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Thirteen Myths about Afghanistan 1
Dramatic Personae 5
Anatomy of Afghan Society 9
A Map of Afghanistan 11
1 Where are we now? 19
2 The Soviet Invasion 53
3 The Gorbachev Effect 93
4 Reconciliation Fails 131
5 Mujahedin Disaster 151
6 Taliban Takeover 167
7 Taliban Toppled 215
8 Who Killed Asaq? 241
9 Back to the Warlords 255
10 Taliban Resurgent 283
11 Obama and Karzai: The Odd Couple 311
12 Talking to the Taliban: How the War Ends 329
13 The Girl with the Missing Nose 361
14 A Dangerous Neighborhood 379
Conclusion: The Way Forward 391
Posted November 26, 2011
Mr. Steele has been covering Afghanistan for over twenty years, and his knowledge and expertise clearly show as he goes about debunking thirteen myths surrounding the country.
Myth #1: The Taliban have little popular support.
Myth #2: The Soviet invasion was an unprovoked attack designed to capture new territory.
Myth #3: The Soviet invasion led to a civil war and Western aid for the Afghan resistance.
Myth #4: The USSR suffered a massive military defeat in Afghanistan at the hands of the mujahedin.
Myth #5: Afghans have always beaten foreign armies, from Alexander the Great to modern times.
Myth #6: The CIA's supply of Stinger missiles to the mujahedin forced the Soviets out of Afghanistan.
Myth #7: After the Soviets withdrew, the West walked away.
Myth #8: In 1992 the mujahedin overthrew Kabul's regime and won a major victory over Moscow.
Myth #9: Soviet shelling destroyed Kabul.
Myth #10: The Taliban were by far the harshest government Afghanistan has ever had.
Myth #11: The Taliban invited Osama bin Laden to use Afghanistan as a safe haven.
Myth #12: The Taliban are uniquely harsh oppressors of Afghan women.
Myth #13: Banning girls from school is a Taliban trademark.
Clearly-analyzed and insightful, the book is a must-read for anyone interested in learning about this strategic but mysterious country that has become the ground for much bloodshed and violence over the years.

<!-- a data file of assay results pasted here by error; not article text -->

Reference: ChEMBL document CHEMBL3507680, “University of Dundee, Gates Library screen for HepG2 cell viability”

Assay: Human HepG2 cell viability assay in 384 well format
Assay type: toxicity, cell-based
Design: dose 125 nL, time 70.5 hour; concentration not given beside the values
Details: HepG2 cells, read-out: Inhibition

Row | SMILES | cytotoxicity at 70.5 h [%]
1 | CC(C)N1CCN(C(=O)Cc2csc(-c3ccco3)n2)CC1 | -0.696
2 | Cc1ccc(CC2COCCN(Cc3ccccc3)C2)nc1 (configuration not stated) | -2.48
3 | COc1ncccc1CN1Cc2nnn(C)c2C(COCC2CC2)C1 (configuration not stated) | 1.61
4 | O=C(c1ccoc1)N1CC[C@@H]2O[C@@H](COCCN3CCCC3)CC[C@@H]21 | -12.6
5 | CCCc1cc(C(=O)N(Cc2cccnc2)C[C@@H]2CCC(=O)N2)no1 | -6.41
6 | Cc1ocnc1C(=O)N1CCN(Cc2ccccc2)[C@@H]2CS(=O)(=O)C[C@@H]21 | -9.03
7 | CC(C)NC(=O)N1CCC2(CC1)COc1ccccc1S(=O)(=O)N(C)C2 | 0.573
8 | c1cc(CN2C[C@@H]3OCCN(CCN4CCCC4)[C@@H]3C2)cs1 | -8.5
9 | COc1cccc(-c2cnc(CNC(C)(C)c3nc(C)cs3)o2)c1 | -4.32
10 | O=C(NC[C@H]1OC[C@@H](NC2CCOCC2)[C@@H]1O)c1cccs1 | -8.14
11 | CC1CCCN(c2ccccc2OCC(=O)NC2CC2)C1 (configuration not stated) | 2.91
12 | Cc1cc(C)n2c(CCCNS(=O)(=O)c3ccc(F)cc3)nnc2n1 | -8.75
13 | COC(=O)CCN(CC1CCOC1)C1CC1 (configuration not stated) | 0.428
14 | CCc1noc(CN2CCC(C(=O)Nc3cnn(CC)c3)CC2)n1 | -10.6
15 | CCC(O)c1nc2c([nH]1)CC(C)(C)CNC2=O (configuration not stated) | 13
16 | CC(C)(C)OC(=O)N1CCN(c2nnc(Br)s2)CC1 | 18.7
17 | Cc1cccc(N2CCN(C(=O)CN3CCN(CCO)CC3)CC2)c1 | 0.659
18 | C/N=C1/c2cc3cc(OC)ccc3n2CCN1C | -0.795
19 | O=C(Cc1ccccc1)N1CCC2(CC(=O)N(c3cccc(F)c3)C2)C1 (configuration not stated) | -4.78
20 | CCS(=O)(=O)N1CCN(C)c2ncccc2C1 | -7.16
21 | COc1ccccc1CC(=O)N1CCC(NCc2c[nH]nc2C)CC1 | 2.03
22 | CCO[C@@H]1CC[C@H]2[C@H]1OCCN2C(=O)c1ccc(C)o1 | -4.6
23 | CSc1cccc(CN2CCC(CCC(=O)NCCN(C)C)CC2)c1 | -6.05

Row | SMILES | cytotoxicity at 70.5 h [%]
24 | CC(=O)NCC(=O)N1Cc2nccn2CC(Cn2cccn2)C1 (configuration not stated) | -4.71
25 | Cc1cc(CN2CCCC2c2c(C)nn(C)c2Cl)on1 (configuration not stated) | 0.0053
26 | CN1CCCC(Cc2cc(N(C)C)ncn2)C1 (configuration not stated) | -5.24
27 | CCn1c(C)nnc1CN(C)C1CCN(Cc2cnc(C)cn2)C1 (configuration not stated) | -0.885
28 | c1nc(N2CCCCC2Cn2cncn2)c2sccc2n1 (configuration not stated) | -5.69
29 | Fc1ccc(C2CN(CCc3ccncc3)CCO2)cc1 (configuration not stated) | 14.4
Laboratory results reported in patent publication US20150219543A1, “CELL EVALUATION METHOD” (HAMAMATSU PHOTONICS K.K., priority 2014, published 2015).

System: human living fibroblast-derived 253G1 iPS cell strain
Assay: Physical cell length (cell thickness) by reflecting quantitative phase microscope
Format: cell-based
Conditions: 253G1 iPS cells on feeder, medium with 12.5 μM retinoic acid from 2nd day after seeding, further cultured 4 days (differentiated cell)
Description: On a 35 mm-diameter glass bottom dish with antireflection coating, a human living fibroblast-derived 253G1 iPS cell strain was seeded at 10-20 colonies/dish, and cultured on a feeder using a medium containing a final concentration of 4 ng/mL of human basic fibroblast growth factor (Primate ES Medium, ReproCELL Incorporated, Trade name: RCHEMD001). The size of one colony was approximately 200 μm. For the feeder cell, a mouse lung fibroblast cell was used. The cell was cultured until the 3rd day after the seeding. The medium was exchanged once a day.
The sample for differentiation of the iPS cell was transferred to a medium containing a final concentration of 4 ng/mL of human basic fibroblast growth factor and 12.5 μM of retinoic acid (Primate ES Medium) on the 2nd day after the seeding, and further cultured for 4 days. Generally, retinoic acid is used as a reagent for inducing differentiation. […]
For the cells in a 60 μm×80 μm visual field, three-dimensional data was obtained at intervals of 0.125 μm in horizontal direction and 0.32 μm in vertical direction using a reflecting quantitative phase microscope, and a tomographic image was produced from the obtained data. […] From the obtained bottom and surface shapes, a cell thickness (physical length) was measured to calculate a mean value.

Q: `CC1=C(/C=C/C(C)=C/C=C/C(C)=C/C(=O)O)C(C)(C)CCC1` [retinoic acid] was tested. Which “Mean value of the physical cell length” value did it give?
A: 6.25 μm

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Jonathan Steele has 30 years¿ experience reporting as a foreign correspondent, from Afghanistan and elsewhere. The 9/11 attacks were ¿criminal attacks¿ by a non-state actor. Afghanistan¿s armed forces had not attacked the USA. UN Resolution 1368 called on all member states to bring the perpetrators of terrorism to justice. Resolution 1373 authorised police measures against terrorists. Neither authorised the use of military force, neither so much as mentioned Afghanistan. We don¿t need a ¿war¿ on terrorism. We need to deal with terrorism by a mixture of politics and good police work. 64,000 foreign troops were in Afghanistan when Obama took office in January 2009; by 2011, it was 142,000, but there is no military solution. The main recruiters for the resistance are the presence and behaviour of foreign troops, and the Karzai government¿s corruption. Yet Obama still repeats Bush¿s claim that the war is a war of necessity. Obama said that the Taliban ¿must be met with force, and they must be defeated.¿ In February 2009, he ordered another 17,000 troops to Afghanistan and in December another 33,000. Gorbachev¿s troop surge of 1985 did not work either. Afghanistan is strategically valueless ¿ it has never been a gateway to anywhere, more a dead-end. The war is a stalemate. Coalition forces killed 230 civilians in 2006, 629 in 2007, 828 in 2008, 596 in 2009 and 440 in 2010. In 2010, 711 foreign troops were killed (up from 512 in 2009), including 499 US and 103 British: the bloodiest year so far. The number of improvised explosive devices (IEDs) planted rose by 62 per cent. They killed 268 troops, as many as in the three years 2007-09. Two British soldiers are killed every week. So the coalition government¿s commitment to another three years of war condemns another 300 young British men to death, for nothing, in a pointless, unwinnable war. Last year, this unnecessary war cost us £6 billion. It has cost us a total £18 billion so far; another three years of war will cost us another £18 billion, figures to remember when the government lectures us about public debt. Hilary Clinton spoke in February of ¿reconciling with¿ the Taliban, but has done nothing to follow this up. The US government wants a bilateral deal to keep US bases and ¿trainers¿ there. Steele writes of ¿the doomed strategy of building up local Afghan forces to prolong the civil war¿. He concludes, ¿The biggest lesson of recent Afghan history is that it is wrong for foreigners to arm factions engaged in civil war. For foreigners then to intervene with their own troops is even greater folly. The only way to end thirty-five years of war is through a negotiated peace in which the main fighting groups and their political allies are included.¿ Peace can only be achieved by the complete withdrawal of foreign troops.Was this review helpful? Yes NoThank you for your feedback. Report this reviewThank you, this review has been flagged.